I just read this in the NY Times and if this isn’t anti-terror fever run amok I don’t know what is:
Nalini Ghuman, an up-and-coming musicologist and expert on the British composer Edward Elgar, was stopped at the San Francisco airport in August last year and, without explanation, told that she was no longer allowed to enter the United States.
Her case has become a cause célèbre among musicologists and the subject of a protest campaign by the American Musicological Society and by academic leaders like Leon Botstein, the president of Bard College at Annandale-on-Hudson, N.Y., where Ms. Ghuman was to have participated last month in the Bard Music Festival, showcasing Elgar’s music.
But the door has remained closed to Ms. Ghuman, an assistant professor at Mills College in Oakland, Calif., who is British and who had lived, studied and worked in this country for 10 years before her abrupt exclusion.
The mystery of her case shows how difficult, if not impossible, it is to defend against such a decision once the secretive government process has been set in motion.
After a year of letters and inquiries, Ms. Ghuman and her Mills College lawyer have been unable to find out why her residency visa was suddenly revoked, or whether she was on some security watch list. Nor does she know whether her application for a new visa, pending since last October, is being stymied by the shadow of the same unspecified problem or mistake.
In a tearful telephone interview from her parents’ home in western Wales, Ms. Ghuman, 34, an Oxford graduate who earned her Ph.D. from the University of California, Berkeley, said she felt like a character in Kafka.
“I don’t know why it’s happened, what I’m accused of,” she said. “There’s no opportunity to defend myself. One is just completely powerless.”
So what could possibly have placed her on a watch list? I guess it must be her expertise in Elgar, writer of Pomp and Circumstance:
But Ms. Ghuman’s case does not seem to fit such a pattern. Few believe that her book in progress, “India in the English Musical Imagination, 1890-1940,” or her work on Elgar, best known by Americans for “Pomp and Circumstance,” could have raised red flags in Washington. And if it were a question of security profiling, nothing in her background fits.
She was born in Wales. Her mother is a British homemaker, and her father, an emeritus professor of educational psychology at the University of Wales, was born in India to a Sikh family and moved to Britain in the 1960s.
I never knew there was some pro-terror secret message hidden in that particular piece of music. Condi must know something we don’t.
Here’s the story of what actually happened to her at the San Francisco airport that day:
Ms. Ghuman’s descent into the bureaucratic netherworld began on Aug. 8, 2006, when she and Mr. Flight returned to San Francisco from a research trip to Britain. Armed immigration officers met them at the airplane door and escorted Ms. Ghuman away.
In a written account of the next eight hours that she prepared for her lawyer, Ms. Ghuman said that officers tore up her H-1B visa, which was valid through May 2008, defaced her British passport, and seemed suspicious of everything from her music cassettes to the fact that she had listed Welsh as a language she speaks. A redacted government report about the episode obtained by her lawyer under the Freedom of Information Act erroneously described her as “Hispanic.”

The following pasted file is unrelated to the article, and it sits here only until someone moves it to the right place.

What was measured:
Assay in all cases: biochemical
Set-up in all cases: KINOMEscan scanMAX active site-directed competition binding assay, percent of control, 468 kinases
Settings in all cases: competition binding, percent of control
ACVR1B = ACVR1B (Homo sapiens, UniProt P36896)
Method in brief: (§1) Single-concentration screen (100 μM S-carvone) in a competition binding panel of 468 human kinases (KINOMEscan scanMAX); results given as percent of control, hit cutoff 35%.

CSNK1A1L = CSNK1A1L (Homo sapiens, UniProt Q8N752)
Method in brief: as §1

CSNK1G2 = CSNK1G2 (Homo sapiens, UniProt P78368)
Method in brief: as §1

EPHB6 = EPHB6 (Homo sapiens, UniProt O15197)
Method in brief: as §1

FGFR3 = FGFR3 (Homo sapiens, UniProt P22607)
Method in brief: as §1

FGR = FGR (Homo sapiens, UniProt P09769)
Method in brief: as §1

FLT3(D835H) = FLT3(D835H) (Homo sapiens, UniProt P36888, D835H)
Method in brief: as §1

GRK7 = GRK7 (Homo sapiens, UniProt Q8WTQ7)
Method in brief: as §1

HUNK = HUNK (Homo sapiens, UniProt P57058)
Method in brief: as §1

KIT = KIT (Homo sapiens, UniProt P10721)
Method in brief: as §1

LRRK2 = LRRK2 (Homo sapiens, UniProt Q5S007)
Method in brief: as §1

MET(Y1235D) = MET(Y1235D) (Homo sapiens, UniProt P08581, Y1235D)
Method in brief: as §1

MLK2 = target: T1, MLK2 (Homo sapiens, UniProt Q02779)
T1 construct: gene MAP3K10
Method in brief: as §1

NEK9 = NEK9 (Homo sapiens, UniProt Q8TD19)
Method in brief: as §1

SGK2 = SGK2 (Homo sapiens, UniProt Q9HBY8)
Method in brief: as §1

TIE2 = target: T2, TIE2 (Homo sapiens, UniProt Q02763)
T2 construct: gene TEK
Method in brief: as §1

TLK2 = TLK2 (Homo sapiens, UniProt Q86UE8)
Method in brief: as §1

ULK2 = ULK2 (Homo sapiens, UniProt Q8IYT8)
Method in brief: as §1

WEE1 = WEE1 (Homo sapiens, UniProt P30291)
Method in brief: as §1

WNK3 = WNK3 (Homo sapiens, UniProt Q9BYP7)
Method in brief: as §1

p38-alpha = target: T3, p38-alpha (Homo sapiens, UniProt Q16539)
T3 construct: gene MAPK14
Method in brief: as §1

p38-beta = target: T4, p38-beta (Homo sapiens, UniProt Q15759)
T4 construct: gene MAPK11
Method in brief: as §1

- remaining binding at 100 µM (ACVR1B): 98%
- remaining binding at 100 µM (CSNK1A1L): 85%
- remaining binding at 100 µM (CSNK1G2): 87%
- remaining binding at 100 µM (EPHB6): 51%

Held incommunicado in a room in the airport, she was groped during a body search, she said, and was warned that if she moved, she would be considered to be attacking her armed female searcher. After questioning her for hours, the officers told her that she had been ruled inadmissible, she said, and threatened to transfer her to a detention center in Santa Clara, Calif., unless she left on a flight to London that night.
Outside, Mr. Flight made frantic calls for help. He said the British Consulate tried to get through to the immigration officials in charge, to no avail. And Ms. Ghuman said her demands to speak to the British consul were rebuffed.
“They told me I was nobody, I was nowhere and I had no rights,” she said. “For the first time, I understood what the deprivation of liberty means.”
As Ms. Ghuman tells it, the officers said they did not know why she was being excluded. They suggested that perhaps a jilted lover or envious colleague might have written a poison pen letter about her to immigration authorities, she said, or that Mills College might have terminated her employment without telling her. The notions are unfounded, she said.
One officer eventually told her that her exclusion was probably a mistake, and advised her to reapply for a visa in London after a 10-day wait. But it took more than eight weeks for her file to be transferred to the United States Embassy in London, in part because of routine anthrax screening at the State Department.
As for the possibility that she has been deemed a security threat, Ms. Ghuman said: “It’s not only insulting and heartbreaking, but how? In what way? Musicians, dangerous people? Is it my piano playing?
“I have no indication at all,” she added, “and it has been 13 ½ months.”
This is an outrage beyond words. And the fact that the State Department has allowed it to continue for so long without rectifying what is clearly a idiotic, incompentent mistake is beyond belief. It makes this country look like the absolute buffoons we sometimes are to the rest of the world, not to mention that it makes democracy as practiced (or not) by the Bush Administration into the laughingstock of the civilized world.